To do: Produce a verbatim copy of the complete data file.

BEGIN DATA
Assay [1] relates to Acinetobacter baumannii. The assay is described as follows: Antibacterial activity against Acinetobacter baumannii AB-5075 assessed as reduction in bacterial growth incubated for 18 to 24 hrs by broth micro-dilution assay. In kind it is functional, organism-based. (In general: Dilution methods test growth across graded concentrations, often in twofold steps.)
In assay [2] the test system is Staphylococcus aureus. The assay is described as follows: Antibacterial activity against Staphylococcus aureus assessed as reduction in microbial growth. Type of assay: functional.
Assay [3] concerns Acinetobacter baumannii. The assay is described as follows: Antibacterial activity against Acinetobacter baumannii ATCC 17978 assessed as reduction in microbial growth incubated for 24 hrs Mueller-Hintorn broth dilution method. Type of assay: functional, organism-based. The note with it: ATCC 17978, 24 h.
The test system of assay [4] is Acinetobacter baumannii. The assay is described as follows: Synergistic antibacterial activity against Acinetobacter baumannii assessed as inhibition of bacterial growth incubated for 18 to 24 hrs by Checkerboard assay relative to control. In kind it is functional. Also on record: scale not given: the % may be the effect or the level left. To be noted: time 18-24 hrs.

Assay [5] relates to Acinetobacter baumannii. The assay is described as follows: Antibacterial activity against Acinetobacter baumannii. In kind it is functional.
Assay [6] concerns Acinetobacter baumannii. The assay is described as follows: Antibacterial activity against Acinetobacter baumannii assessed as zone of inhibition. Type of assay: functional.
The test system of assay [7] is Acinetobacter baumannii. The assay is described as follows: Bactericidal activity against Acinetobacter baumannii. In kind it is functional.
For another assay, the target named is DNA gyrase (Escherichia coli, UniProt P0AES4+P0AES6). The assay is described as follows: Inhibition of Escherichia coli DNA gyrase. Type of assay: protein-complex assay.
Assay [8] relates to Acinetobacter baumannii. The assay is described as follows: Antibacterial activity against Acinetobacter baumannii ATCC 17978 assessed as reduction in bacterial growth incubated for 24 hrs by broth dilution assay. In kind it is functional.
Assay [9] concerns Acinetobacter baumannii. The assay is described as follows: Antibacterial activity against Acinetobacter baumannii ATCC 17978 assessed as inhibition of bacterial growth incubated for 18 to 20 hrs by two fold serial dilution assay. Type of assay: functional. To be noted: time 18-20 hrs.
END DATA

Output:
Assay [1] relates to Acinetobacter baumannii. The assay is described as follows: Antibacterial activity against Acinetobacter baumannii AB-5075 assessed as reduction in bacterial growth incubated for 18 to 24 hrs by broth micro-dilution assay. In kind it is functional, organism-based. (In general: Dilution methods test growth across graded concentrations, often in twofold steps.)
In assay [2] the test system is Staphylococcus aureus. The assay is described as follows: Antibacterial activity against Staphylococcus aureus assessed as reduction in microbial growth. Type of assay: functional.
Assay [3] concerns Acinetobacter baumannii. The assay is described as follows: Antibacterial activity against Acinetobacter baumannii ATCC 17978 assessed as reduction in microbial growth incubated for 24 hrs Mueller-Hintorn broth dilution method. Type of assay: functional, organism-based. The note with it: ATCC 17978, 24 h.
The test system of assay [4] is Acinetobacter baumannii. The assay is described as follows: Synergistic antibacterial activity against Acinetobacter baumannii assessed as inhibition of bacterial growth incubated for 18 to 24 hrs by Checkerboard assay relative to control. In kind it is functional. Also on record: scale not given: the % may be the effect or the level left. To be noted: time 18-24 hrs.

Assay [5] relates to Acinetobacter baumannii. The assay is described as follows: Antibacterial activity against Acinetobacter baumannii. In kind it is functional.
Assay [6] concerns Acinetobacter baumannii. The assay is described as follows: Antibacterial activity against Acinetobacter baumannii assessed as zone of inhibition. Type of assay: functional.
The test system of assay [7] is Acinetobacter baumannii. The assay is described as follows: Bactericidal activity against Acinetobacter baumannii. In kind it is functional.
For another assay, the target named is DNA gyrase (Escherichia coli, UniProt P0AES4+P0AES6). The assay is described as follows: Inhibition of Escherichia coli DNA gyrase. Type of assay: protein-complex assay.
Assay [8] relates to Acinetobacter baumannii. The assay is described as follows: Antibacterial activity against Acinetobacter baumannii ATCC 17978 assessed as reduction in bacterial growth incubated for 24 hrs by broth dilution assay. In kind it is functional.
Assay [9] concerns Acinetobacter baumannii. The assay is described as follows: Antibacterial activity against Acinetobacter baumannii ATCC 17978 assessed as inhibition of bacterial growth incubated for 18 to 20 hrs by two fold serial dilution assay. Type of assay: functional. To be noted: time 18-20 hrs.